Abbreviations: A or Amp, ampulla ductus deferentis F., prostatic furrow D.D. or D. def., ductus deferens (vas L, left side deferens) Rt, right side D.E. or D. ejac., ductus ejaculatorius U., utriculus prostaticus D.W., ductus Wolfii V.S. or V. sem., vesicula serninalis GL., glandula V.U., vesica urinaria


After the area of vesicular budding is passed, the deferent ducts noticeably increase in size as they approach the urethra, par— ticularly in their lateral diameter, until they attain a width of 3} mm. being over three times as Wide laterally as they are dorso— ventrally, yet maintaining their oval contour. There is noted also at this level a more close approximation of mesenchymatous cells about the ducts, which gradually form a ring of four or five layers, eventually differentiating into muscle layers in the walls of the ducts. This enlargement of the Wolffian ducts marks the beginning of the common ejaculatory ducts and continues for a distance of a little over % mm. As the ejaculatory ducts enter the prostate gland they decrease in size and become nearly round, measuring about mm. in diameter at the site where the prostatic tubules are first noted, in the region of the middle lobe. It is here also that the prostatic utricle (the fused atrophying Mullerian ducts) is first seen, located in the midline between the two ejaculatory ducts. When first observed at the upper portion or base of the prostate it is very small, oval in shape, about one-fourth as wide in its long diameter as the ejaculatory ducts, and situated between the ducts with its long axis in a dorso-ventral direction.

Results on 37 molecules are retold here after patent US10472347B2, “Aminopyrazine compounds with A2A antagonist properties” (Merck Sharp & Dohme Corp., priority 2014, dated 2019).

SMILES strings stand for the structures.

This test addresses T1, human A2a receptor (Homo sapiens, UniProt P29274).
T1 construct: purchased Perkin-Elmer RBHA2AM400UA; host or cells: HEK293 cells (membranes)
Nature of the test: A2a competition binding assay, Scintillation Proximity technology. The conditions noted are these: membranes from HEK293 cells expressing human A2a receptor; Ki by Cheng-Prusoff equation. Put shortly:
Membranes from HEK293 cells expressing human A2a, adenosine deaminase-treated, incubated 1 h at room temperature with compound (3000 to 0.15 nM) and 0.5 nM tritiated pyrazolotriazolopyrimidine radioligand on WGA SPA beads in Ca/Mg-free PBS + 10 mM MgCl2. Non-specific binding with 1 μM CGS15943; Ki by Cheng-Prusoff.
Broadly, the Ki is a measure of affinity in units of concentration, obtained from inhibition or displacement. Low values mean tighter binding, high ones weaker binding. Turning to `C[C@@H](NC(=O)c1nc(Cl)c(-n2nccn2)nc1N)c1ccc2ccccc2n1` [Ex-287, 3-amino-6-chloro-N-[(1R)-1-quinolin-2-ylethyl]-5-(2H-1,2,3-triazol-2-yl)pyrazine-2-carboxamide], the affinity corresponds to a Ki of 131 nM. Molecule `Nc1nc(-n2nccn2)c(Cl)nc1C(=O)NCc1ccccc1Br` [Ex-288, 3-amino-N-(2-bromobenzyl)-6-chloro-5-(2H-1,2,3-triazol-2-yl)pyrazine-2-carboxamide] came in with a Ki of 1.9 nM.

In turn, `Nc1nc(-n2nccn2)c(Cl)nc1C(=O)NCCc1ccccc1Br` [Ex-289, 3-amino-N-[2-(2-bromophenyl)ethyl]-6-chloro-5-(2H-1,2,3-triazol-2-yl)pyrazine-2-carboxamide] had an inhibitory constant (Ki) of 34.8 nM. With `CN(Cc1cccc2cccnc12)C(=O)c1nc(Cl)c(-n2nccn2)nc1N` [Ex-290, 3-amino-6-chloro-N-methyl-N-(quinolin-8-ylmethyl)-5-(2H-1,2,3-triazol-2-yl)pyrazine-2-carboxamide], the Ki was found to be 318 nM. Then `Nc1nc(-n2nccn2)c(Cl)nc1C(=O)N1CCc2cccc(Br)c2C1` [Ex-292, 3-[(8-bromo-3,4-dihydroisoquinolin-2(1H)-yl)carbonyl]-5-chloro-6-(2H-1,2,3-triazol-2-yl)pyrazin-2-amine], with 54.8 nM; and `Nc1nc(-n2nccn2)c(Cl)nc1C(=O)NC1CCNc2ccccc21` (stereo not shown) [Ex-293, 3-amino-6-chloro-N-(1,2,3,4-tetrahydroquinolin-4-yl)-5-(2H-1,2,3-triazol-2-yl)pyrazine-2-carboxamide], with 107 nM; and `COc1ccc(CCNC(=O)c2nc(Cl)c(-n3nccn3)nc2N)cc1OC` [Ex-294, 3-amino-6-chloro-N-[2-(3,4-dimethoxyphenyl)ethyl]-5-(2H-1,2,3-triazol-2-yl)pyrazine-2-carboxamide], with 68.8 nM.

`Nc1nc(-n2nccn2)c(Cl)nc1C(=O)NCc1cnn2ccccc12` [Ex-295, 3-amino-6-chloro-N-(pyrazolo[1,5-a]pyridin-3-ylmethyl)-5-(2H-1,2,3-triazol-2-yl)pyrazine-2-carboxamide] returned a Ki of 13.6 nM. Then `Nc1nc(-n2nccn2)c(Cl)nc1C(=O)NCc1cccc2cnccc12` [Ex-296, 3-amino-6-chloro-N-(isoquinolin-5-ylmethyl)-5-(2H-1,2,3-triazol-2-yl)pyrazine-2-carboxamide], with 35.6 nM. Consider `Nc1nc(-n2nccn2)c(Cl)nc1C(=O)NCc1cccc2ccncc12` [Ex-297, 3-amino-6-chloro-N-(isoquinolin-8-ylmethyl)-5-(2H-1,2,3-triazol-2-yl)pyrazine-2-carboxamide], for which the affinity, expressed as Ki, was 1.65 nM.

Watson1918 fig02.jpg

Fig. 2 Sketch showing a transverse section from the same specimen represented in figure 1, taken at a different level. It shows the primordium of the right seminal vesicle as a flattened evagination from the Wolffian duct of that side, the two being separated by a rather marked sulcus.